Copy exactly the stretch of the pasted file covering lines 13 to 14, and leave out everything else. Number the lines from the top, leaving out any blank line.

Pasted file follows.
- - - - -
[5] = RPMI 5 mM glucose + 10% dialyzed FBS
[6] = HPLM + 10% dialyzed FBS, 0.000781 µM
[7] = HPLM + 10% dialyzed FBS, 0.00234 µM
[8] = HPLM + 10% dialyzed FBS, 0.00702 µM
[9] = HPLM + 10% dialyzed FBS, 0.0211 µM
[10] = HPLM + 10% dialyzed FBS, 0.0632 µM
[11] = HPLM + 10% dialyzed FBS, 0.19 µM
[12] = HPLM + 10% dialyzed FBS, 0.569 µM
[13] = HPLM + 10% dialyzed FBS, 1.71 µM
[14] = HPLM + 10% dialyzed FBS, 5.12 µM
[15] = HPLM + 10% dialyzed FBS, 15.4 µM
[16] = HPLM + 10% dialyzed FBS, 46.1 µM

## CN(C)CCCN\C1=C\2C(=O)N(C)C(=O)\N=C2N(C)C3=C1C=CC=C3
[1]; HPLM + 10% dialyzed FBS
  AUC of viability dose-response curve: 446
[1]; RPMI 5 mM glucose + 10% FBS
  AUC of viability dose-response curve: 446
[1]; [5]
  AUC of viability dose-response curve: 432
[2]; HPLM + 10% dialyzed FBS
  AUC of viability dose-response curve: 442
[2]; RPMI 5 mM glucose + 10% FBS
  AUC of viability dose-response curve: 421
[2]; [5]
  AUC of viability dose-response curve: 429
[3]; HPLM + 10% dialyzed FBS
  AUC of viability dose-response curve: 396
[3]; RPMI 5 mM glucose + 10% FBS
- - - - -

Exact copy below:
## CN(C)CCCN\C1=C\2C(=O)N(C)C(=O)\N=C2N(C)C3=C1C=CC=C3
[1]; HPLM + 10% dialyzed FBS